Conducted in 1920 at Johns Hopkins University by John B. Watson and Rosalie Rayner, the Baby Albert Experiment sought to uncover the mysteries of human conditioning but raised serious ethical concerns. In this blog post, we will explore the study and its impact.
Background & Design
The experiment was a pioneering exploration of classical conditioning, a theory originally put forth by Ivan Pavlov. The researchers aimed to investigate whether fears could be conditioned in humans through associative learning, similar to Pavlov’s original experiments with dogs. Specifically, Watson and Rayner sought to determine whether a conditioned emotional response (fear) could be established in an 9-month-old infant, known as “Albert,” through the pairing of a neutral stimulus (a white rat) with a loud, frightening noise.
Initially, Albert was exposed to various stimuli, including a white rat, a white rabbit, a dog, a monkey, masks, and cotton wool. During this phase, Albert displayed no fear or negative emotional reactions to these stimuli. The researchers then began introducing a loud, frightening noise (the unconditioned stimulus) by striking a steel bar with a hammer whenever Albert reached for or touched the white rat (the neutral stimulus). The loud noise was intended to create fear (the unconditioned response). Over multiple trials, the white rat and other neutral stimuli were presented along with the loud noise. The idea was to associate the neutral stimuli with the fear response triggered by the noise.
What they Found
- Conditioned Emotional Response. The experiment successfully demonstrated that Baby Albert, who initially showed no fear of the white rat, could be conditioned to fear it when the rat was repeatedly paired with a loud, aversive stimulus (the loud noise). This illustrated the process of classical conditioning, where an initially neutral stimulus becomes associated with an emotional response (in this case, fear).
- Generalization of Fear. The study showed that Baby Albert’s fear response generalized to other similar stimuli, including a rabbit, a dog, and a fur coat. This phenomenon indicated that the fear response had been generalized from the white rat to other objects with similar characteristics.
- Long-Term Effects. The study suggested that classical conditioning could lead to lasting emotional changes. Baby Albert’s conditioned fear response to the white rat persisted even after the study ended. However, due to the study’s ethical concerns, there was no opportunity for follow-up or debriefing to assess the long-term impact on Baby Albert.
Ethical Concerns of the Study
This experiment was extremely unethical on multiple fronts. However, there were two primary violations that are worth highlighting:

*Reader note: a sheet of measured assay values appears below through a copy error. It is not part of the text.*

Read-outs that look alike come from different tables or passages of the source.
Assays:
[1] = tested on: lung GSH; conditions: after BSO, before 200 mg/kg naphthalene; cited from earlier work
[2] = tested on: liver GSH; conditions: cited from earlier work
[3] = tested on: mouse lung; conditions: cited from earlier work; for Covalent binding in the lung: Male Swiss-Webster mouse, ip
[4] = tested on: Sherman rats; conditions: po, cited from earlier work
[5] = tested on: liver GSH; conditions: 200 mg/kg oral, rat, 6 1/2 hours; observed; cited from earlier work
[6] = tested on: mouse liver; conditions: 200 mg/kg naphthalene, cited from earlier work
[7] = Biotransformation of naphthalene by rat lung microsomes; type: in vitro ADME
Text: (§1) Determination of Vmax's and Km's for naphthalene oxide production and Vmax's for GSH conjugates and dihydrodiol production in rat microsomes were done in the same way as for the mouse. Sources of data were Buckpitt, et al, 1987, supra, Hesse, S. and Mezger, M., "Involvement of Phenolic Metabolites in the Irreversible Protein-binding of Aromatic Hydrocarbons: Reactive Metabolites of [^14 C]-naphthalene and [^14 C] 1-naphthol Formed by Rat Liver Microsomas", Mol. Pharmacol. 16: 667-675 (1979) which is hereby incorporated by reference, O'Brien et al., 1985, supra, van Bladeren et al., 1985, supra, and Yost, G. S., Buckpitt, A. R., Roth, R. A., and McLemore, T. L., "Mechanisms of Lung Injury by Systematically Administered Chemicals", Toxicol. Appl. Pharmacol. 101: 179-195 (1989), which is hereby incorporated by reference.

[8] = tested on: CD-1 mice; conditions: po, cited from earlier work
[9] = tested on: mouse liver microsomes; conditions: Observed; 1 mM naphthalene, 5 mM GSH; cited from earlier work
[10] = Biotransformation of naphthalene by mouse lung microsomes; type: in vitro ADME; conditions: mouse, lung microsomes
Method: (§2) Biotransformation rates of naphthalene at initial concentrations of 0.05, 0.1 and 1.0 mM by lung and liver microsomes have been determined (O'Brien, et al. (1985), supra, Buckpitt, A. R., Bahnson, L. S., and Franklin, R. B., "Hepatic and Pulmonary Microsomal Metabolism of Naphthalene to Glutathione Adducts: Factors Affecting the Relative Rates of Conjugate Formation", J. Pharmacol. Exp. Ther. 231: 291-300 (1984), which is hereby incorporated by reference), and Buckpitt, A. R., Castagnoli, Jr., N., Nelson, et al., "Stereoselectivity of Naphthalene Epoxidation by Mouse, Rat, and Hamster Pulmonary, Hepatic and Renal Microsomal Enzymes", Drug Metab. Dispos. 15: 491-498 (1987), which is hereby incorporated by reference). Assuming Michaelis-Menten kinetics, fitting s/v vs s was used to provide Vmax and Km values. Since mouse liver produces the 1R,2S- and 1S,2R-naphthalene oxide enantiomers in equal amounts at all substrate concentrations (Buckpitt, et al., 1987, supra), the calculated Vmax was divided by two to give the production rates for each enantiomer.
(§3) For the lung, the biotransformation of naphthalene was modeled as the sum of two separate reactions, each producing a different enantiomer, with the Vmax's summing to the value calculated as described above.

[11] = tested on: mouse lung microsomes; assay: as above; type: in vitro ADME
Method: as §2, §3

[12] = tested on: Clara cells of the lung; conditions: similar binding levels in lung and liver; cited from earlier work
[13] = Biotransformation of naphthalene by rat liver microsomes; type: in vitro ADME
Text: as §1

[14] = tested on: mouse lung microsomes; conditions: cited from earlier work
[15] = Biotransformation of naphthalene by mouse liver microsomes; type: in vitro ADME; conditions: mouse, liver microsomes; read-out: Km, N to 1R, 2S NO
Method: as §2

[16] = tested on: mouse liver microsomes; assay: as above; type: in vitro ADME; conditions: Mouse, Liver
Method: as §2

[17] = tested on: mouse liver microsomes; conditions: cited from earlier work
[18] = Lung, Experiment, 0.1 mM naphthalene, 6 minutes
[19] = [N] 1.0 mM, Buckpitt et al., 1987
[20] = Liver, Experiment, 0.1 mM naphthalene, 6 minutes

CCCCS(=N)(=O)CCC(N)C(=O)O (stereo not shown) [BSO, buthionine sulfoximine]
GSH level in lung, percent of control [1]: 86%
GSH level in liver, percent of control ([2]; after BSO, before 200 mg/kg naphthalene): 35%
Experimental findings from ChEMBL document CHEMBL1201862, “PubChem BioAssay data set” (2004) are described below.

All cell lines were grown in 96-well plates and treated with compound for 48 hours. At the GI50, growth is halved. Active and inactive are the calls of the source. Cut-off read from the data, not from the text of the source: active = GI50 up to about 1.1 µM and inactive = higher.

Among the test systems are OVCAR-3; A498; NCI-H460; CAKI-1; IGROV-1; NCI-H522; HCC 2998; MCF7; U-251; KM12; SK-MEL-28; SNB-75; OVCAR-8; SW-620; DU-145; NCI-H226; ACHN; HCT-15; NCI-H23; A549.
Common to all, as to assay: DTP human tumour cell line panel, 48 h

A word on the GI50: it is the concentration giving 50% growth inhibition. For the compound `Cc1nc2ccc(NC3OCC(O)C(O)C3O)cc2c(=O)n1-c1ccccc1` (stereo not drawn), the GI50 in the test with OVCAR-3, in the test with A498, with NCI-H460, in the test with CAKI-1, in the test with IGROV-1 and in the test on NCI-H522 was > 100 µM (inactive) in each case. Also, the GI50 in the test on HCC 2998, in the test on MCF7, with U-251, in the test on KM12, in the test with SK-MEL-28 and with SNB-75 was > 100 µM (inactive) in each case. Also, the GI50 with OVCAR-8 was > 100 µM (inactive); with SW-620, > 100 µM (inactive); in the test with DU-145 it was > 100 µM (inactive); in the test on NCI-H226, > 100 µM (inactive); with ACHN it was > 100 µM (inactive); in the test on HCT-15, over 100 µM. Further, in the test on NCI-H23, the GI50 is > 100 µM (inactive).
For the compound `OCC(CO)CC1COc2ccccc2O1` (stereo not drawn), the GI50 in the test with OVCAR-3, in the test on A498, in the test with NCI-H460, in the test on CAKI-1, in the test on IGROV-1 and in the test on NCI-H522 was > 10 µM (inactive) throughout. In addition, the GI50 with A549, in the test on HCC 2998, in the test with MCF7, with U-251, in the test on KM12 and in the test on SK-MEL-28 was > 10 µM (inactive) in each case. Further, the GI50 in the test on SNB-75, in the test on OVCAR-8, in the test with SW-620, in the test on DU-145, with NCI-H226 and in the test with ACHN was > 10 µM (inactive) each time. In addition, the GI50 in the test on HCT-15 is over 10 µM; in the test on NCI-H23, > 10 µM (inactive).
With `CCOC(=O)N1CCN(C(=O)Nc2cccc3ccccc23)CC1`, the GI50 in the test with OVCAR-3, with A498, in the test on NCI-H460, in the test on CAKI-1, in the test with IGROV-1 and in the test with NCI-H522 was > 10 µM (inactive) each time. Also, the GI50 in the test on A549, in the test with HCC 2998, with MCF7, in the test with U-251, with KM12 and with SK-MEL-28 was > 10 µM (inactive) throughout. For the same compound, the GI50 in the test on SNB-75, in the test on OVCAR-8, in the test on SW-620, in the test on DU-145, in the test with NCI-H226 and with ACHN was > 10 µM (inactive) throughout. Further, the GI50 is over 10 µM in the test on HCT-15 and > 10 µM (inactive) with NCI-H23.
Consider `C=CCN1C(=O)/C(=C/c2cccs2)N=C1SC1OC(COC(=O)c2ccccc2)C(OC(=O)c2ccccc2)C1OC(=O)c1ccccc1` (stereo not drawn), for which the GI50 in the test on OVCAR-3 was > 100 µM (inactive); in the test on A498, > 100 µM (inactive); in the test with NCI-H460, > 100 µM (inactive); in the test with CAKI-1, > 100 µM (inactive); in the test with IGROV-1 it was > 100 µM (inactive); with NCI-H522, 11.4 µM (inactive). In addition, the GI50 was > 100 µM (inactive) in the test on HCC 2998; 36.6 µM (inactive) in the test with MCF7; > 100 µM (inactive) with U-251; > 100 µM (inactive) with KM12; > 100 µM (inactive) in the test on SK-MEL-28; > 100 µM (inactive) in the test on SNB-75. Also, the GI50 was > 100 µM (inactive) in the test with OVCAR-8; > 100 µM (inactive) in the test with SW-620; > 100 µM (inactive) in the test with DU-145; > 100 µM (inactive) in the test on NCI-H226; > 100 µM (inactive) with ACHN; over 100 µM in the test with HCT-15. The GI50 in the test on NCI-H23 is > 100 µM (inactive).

- Informed Consent & Deception. Baby Albert’s mother was not fully informed about the nature of the experiment and its potential consequences. She consented without a complete understanding of the procedures
- Potential Harm. The experiment exposed Baby Albert to emotional distress, potentially causing long-term psychological harm. He was given a conditioned fear, and due to the researchers behavior/deception the parents denied them access to Albert for further study and desensitization. For this reason, it was unknown what long-term impact the study had on Albert.
In the early 20th century, the ethical standards in research were less developed than today. The Baby Albert Experiment was conducted at a time when the importance of informed consent and ethical guidelines was not as widely recognized. It played a role in raising awareness about the need for stricter ethical oversight in psychological research.
It’s important to note that while the Baby Albert Experiment provided valuable insights into classical conditioning and the ability to condition emotional responses in humans, it also raised significant ethical concerns related to the well-being and treatment of the infant participant. The ethical shortcomings of the study, including the lack of informed consent and potential harm to the participant, have led to ongoing debates about the ethics of psychological research.
The true identity of Albert was lost for nearly a century. In 2009, a team published the findings from seven years of research into Albert’s identity. It was found that Little Albert was in fact Douglas Merritte. Unfortunately, Douglas died of hydrocephalus when he was only 6 years old.
Watson, J. B., & Rayner, R. (1920). Conditioned emotional reactions. Journal of Experimental Psychology, 3(1), 1–14. https://doi.org/10.1037/h0069608
Beck HP, Levinson S, Irons G. Finding Little Albert: a journey to John B. Watson’s infant laboratory. Am Psychol. 2009 Oct;64(7):605-14. doi: 10.1037/a0017234. PMID: 19824748.